1988 Ford Ranger 4x4 Custom Monster Truck 5.0 on 2040-cars
Dyer, Indiana, United States
Ford Ranger for Sale
- Like new 1 family owned mint supercab extended cab 01 02 03 05 06 07 08 09 10 11(US $9,900.00)
- 2001 ford ranger xlt super cab, manual trans, florida truck!!
- Ford ranger 4wd 4dr supercab 126" sport low miles truck manual gasoline 4.0l v6
- 2004 ford ranger xl standard cab pickup 2-door 2.3l(US $4,600.00)
- 2003 ford ranger thunderbolt thunder bolt, rare 67,000 miles
- 2004 ford ranger xlt extended cab 4.0 georgia truck sharp xlt appearance(US $6,300.00)
Auto Services in Indiana
Zips Auto Repair ★★★★★
West Coliseum Auto Sales ★★★★★
WE Are Auto Care ★★★★★
Stoops Buick GMC ★★★★★
Staples Pipe & Muffler ★★★★★
Auto blogThu, 17 Jul 2014
In the 1950s and early 60s, the dawn of nuclear power was supposed to lead to a limitless consumer culture, a world of flying cars and autonomous kitchens all powered by clean energy. In Europe, it offered the then-limping continent a cheap, inexhaustible supply of power after years of rationing and infrastructure damage brought on by two World Wars.
The development of nuclear-powered submarines and ships during the 1940s and 50s led car designers to begin conceptualizing atomic vehicles. Fueled by a consistent reaction, these cars would theoretically produce no harmful byproducts and rarely need to refuel. Combining these vehicles with the new interstate system presented amazing potential for American mobility.
But the fantasy soon faded. There were just too many problems with the realities of nuclear power. For starters, the powerplant would be too small to attain a reaction unless the car contained weapons-grade atomic materials. Doing so would mean every fender-bender could result in a minor nuclear holocaust. Additionally, many of the designers assumed a lightweight shielding material or even forcefields would eventually be invented (they still haven't) to protect passengers from harmful radiation. Analyses of the atomic car concept at the time determined that a 50-ton lead barrier would be necessary to prevent exposure.
Motorweek's decades of history on television make it the perfect medium to look back into the automotive past and see how things are different now. It recently added old road test videos to its YouTube channel of the Acura NSX and Toyota Supra, as well as the Ferrari F40. For one of its newest flashback clips, Motorweek has exhumed an affordable five-car challenge of 1986's premiere hot hatches.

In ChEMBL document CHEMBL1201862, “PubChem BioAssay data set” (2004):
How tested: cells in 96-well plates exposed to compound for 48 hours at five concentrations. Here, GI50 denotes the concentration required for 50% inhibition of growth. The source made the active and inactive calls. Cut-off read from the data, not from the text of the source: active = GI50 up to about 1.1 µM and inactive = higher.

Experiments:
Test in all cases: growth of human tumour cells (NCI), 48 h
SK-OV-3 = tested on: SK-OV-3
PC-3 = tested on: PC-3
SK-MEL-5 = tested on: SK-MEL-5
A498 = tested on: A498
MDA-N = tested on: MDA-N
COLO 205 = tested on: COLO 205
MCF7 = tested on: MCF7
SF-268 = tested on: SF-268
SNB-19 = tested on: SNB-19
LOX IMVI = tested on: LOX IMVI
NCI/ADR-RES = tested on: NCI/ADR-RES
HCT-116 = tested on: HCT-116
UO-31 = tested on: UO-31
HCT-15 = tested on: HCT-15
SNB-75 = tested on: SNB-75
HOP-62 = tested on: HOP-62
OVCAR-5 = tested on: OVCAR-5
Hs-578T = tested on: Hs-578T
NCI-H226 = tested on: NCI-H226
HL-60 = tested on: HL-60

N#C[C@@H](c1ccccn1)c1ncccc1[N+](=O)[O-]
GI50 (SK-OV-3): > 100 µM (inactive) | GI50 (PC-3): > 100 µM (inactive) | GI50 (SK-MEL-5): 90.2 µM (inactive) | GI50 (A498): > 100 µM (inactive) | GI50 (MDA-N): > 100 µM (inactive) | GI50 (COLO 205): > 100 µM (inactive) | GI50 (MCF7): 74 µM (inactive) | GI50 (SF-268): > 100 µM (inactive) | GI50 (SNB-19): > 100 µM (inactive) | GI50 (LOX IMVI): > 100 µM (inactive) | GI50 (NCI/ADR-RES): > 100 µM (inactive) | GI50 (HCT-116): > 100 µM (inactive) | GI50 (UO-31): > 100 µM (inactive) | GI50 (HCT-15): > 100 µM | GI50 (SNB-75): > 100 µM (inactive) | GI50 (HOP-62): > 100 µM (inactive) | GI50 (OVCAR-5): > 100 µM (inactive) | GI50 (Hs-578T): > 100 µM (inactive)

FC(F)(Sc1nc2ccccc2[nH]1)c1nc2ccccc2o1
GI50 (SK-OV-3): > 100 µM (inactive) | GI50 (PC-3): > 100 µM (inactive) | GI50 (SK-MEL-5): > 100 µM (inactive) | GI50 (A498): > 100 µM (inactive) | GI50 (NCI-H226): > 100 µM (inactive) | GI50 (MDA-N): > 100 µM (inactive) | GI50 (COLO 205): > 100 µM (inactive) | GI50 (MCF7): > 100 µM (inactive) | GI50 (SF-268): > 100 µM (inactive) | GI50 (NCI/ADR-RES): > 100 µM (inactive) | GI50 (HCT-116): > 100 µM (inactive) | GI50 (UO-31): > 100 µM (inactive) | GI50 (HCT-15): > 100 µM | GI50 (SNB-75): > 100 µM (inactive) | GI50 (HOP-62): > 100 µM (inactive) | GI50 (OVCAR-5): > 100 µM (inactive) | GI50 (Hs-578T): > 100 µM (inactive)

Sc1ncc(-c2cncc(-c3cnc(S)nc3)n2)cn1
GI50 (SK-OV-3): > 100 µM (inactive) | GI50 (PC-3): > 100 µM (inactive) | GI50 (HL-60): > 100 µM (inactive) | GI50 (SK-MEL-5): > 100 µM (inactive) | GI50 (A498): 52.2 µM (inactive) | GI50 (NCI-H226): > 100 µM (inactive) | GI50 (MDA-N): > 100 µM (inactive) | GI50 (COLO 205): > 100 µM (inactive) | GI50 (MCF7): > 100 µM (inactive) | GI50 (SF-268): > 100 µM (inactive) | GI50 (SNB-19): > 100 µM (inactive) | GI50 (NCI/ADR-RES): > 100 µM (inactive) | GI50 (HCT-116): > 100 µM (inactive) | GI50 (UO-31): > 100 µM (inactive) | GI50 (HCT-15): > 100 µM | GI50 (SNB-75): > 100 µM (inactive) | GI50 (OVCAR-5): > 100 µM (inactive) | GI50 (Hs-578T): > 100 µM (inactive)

By today's standards, this is an eclectic field that features fondly remembered classics like the Volkswagen GTI 16-valve and Acura Integra. However, it also throws in some nearly forgotten contenders like the Dodge Colt Turbo and Ford Escort GT. The angular Toyota Corolla FX16 GT-S rounds out the group.
It's fascinating to watch Motorweek run the quintet through the slalom, down the drag strip and on various roads. What's most striking in this clip is the difference in the definition of a performance car between then and now. With its 16-valve, 1.8-liter four-cylinder, the GTI is the burliest of the contenders with 123 horsepower, but it still takes 8.8 seconds to reach 60 miles per hour. By today's standards, that would make it a plain-jane economy car, and not even a particularly quick one.
Some have suggested that the Bronco's demise was hastened by the fallout from the O.J. trial.
Twenty years ago today, ex-NFL linebacker Al "A.C." Cowlings drove his friend and onetime running back Orenthal James "O.J." Simpson on a parade lap of the Los Angeles highway system and onto an ignoble page of the history books. If you're in your late 20s or older, or a fastidious young student of 1990s American history, you're absolutely aware that Al and O.J.'s steed for the 'chase' was a white Ford Bronco. The white Ford Bronco, even.